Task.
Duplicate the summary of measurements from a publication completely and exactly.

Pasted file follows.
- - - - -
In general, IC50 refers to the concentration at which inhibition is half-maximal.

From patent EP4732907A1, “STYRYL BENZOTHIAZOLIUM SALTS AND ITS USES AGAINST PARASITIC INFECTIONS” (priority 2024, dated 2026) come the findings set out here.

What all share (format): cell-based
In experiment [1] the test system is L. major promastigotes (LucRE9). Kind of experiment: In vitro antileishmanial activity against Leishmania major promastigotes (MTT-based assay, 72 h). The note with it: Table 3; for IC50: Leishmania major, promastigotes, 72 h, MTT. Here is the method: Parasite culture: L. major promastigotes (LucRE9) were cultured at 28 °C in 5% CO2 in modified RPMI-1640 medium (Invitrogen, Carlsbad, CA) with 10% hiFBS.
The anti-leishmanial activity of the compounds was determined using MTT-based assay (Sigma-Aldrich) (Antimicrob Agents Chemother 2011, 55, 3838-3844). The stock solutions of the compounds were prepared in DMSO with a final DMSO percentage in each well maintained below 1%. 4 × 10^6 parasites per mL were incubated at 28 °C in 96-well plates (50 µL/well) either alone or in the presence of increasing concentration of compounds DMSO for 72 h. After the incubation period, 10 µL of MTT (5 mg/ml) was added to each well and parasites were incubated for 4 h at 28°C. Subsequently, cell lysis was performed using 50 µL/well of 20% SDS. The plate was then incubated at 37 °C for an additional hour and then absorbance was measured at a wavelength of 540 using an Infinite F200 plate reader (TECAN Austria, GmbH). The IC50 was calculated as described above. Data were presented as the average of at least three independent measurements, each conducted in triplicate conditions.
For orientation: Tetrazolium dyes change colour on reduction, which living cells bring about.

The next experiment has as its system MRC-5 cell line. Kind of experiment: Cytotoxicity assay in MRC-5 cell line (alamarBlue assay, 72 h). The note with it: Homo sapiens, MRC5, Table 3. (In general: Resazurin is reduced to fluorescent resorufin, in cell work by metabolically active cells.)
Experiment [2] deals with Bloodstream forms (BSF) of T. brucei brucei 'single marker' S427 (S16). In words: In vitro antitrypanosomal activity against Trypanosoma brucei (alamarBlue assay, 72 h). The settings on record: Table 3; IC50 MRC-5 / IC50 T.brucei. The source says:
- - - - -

In general, IC50 refers to the concentration at which inhibition is half-maximal.

From patent EP4732907A1, “STYRYL BENZOTHIAZOLIUM SALTS AND ITS USES AGAINST PARASITIC INFECTIONS” (priority 2024, dated 2026) come the findings set out here.

What all share (format): cell-based
In experiment [1] the test system is L. major promastigotes (LucRE9). Kind of experiment: In vitro antileishmanial activity against Leishmania major promastigotes (MTT-based assay, 72 h). The note with it: Table 3; for IC50: Leishmania major, promastigotes, 72 h, MTT. Here is the method: Parasite culture: L. major promastigotes (LucRE9) were cultured at 28 °C in 5% CO2 in modified RPMI-1640 medium (Invitrogen, Carlsbad, CA) with 10% hiFBS.
The anti-leishmanial activity of the compounds was determined using MTT-based assay (Sigma-Aldrich) (Antimicrob Agents Chemother 2011, 55, 3838-3844). The stock solutions of the compounds were prepared in DMSO with a final DMSO percentage in each well maintained below 1%. 4 × 10^6 parasites per mL were incubated at 28 °C in 96-well plates (50 µL/well) either alone or in the presence of increasing concentration of compounds DMSO for 72 h. After the incubation period, 10 µL of MTT (5 mg/ml) was added to each well and parasites were incubated for 4 h at 28°C. Subsequently, cell lysis was performed using 50 µL/well of 20% SDS. The plate was then incubated at 37 °C for an additional hour and then absorbance was measured at a wavelength of 540 using an Infinite F200 plate reader (TECAN Austria, GmbH). The IC50 was calculated as described above. Data were presented as the average of at least three independent measurements, each conducted in triplicate conditions.
For orientation: Tetrazolium dyes change colour on reduction, which living cells bring about.

The next experiment has as its system MRC-5 cell line. Kind of experiment: Cytotoxicity assay in MRC-5 cell line (alamarBlue assay, 72 h). The note with it: Homo sapiens, MRC5, Table 3. (In general: Resazurin is reduced to fluorescent resorufin, in cell work by metabolically active cells.)
Experiment [2] deals with Bloodstream forms (BSF) of T. brucei brucei 'single marker' S427 (S16). In words: In vitro antitrypanosomal activity against Trypanosoma brucei (alamarBlue assay, 72 h). The settings on record: Table 3; IC50 MRC-5 / IC50 T.brucei. The source says: